JEFFREY BROWN: It was a busy day at the court today with a decision expanding the reach of the sex discrimination law called Title IX, and an argument on a case with wide implications for the future of the Internet. NewsHour regular and Chicago Tribune reporter Jan Crawford Greenburg was there and now she's here.
Welcome, Jan. This Title IX case first. It started with an Alabama high school basketball coach named Roderick Jackson. Tell us about his story
JAN CRAWFORD GREENBURG: Well, in December of 2000, he began complaining to his supervisors at his school that his girls' team was just not being treated fairly. It was being treated not in an equal way to the boys' team. He said that the girls had to practice in an unheated gym or wait until the boys' team was finished for the night; that the girls couldn't take a school bus to games they had away at other schools unless the boys were going, too.
Even with equipment, which you wouldn't think would be a big expense in basketball, the school one year only provided two basketballs to his team, and one of them had to share with the visiting team when it was on its court. So he started complaining. He wrote letter after letter. He took it to the school's athletic director and all the way up the chain of command. But he said that the school, instead of actually improving conditions for his girls' team started giving him negative work evaluations. And at the end of the day in May of 2001, the school fired him as the girls' basketball coach. So he sued.
JEFFREY BROWN: Now, Title IX clearly bars sex discrimination in education, in schools that have federally - federal financing. But this case really goes to whether it also protects whistle-blowers, right? The person who wasn't particularly discriminated against himself but called attention to it.
JAN CRAWFORD GREENBURG: That's right. Of course, Congress passed Title IX in 1972, and it was designed to ensure a more equal treatment, and it's really had a tremendous impact, many say, in giving girls equal access to the playing fields, but this case was different. This wasn't a girl or a victim of sex discrimination.
It was obviously a coach who was saying that because he complained and was retaliated against he should be able to turn to that federal law, which its words say prohibits discrimination because of sex. Now, the lower courts didn't buy his claim. They threw his case out and said that the law didn't anticipate or provide for this kind of private lawsuit, that Congress simply never intended for the law to be so broad.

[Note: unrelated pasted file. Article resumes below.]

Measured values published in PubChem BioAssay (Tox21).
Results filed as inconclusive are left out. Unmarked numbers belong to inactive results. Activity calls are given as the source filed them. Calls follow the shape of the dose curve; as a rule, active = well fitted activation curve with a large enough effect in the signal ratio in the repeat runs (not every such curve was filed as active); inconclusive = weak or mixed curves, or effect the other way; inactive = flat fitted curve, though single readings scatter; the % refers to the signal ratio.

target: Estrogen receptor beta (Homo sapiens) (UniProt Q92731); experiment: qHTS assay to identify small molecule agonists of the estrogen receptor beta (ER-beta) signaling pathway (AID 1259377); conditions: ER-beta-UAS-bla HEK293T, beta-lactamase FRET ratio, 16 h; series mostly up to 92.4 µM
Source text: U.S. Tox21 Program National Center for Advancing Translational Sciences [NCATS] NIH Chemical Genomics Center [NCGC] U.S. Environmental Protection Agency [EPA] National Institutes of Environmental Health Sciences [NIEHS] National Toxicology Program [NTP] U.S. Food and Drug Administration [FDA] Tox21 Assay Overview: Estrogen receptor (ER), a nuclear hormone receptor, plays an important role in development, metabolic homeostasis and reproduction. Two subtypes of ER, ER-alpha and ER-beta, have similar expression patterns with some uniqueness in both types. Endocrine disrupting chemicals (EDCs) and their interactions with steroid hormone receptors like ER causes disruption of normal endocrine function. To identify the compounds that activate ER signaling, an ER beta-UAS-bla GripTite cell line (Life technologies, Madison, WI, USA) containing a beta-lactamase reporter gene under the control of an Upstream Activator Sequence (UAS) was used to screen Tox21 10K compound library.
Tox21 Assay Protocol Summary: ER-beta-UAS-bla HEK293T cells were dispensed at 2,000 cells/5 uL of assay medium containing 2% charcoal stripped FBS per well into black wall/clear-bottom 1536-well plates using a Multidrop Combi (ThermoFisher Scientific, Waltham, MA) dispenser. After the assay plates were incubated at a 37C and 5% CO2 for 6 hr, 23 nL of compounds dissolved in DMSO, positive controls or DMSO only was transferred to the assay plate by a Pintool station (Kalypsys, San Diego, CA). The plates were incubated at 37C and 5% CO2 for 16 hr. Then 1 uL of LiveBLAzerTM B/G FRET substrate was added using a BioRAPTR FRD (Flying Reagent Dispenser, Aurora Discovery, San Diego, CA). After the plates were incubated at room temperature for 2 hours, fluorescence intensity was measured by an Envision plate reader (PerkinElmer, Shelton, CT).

JEFFREY BROWN: But today the Supreme Court ruled in his favor, 5-4 opinion by Justice O'Connor. What was the reasoning?
JAN CRAWFORD GREENBURG: Well, Justice O'Connor in her opinion said that Congress clearly intended for this kind of retaliation to be covered by this federal anti-discrimination law. She said that teachers and coaches are important to enforcing Title IX. They're closer to the situation. They're in a better place to complain about sex discrimination.
JEFFREY BROWN: They're precisely the ones who might speak up in a case like that?
JAN CRAWFORD GREENBURG: Exactly. And certainly that had come out in the oral argument that the sixth-grade girl or the ninth-grade girl might be afraid to complain. So the teachers and coaches, they're closer to the situation, they're the ones who frequently could complain and should complain. And the school should not be allowed to fire them if they make these complaints because that would discourage the kind of reporting that Congress wanted with Title IX.
So as a result, Justice O'Connor said in her opinion today, for the majority, Title IX comes into play here, and Congress intended for it to do so. So, Mr. Jackson now can take his case back to the lower court and proceed with his lawsuit.
JEFFREY BROWN: Right. In fact, it doesn't resolve things for Mr. Jackson. It just lets him now go ahead and make his case.
JAN CRAWFORD GREENBURG: The lower courts had thrown it out saying, even if these facts are true, you don't have a case. Now, Justice Thomas wrote a very strong dissent. And he said, look, retaliation isn't even in Title IX. There is nothing in the statute that refers to retaliation, whistle-blower.
Title IX says no discrimination because of sex, and Mr. Jackson was not being discriminated against because of sex or because of his sex. So therefore he would - he should not be able to turn to the federal courts and file this lawsuit. And that the court, according to Justice Thomas, was making a policy decision. It was setting up this enforcement mechanism. And that's a role for Congress, not for the courts.
JEFFREY BROWN: And there is some sense that there are wider implications here? This was treated as a fairly important case in discrimination law?
JAN CRAWFORD GREENBURG: Absolutely. And people on both sides of this issue said the ruling would be extraordinarily broad and have a broad impact. People who had argued that Mr. Jackson should be able to proceed, women's groups say it was a tremendous victory for women and girls and will ensure that Title IX would have teeth and would have full effect.
People on the other side of the issue, the school boards who had said that there shouldn't be a lawsuit here say this opens school boards and school districts up to enormous liability, many more people will be able to come in with a lawsuit and make their claim against school districts, and that was just unnecessary, that there hadn't been a problem before. So today's decision would have a dramatic impact on them.
But Mr. Jackson, who spoke with reporters by phone this afternoon, was obviously very happy, and he said he was just most of all so happy for his girls' team. He's now coaching in an interim basis. The school allowed him to come back and coach. So he said he was hopeful he can go back to the district court and now make his case.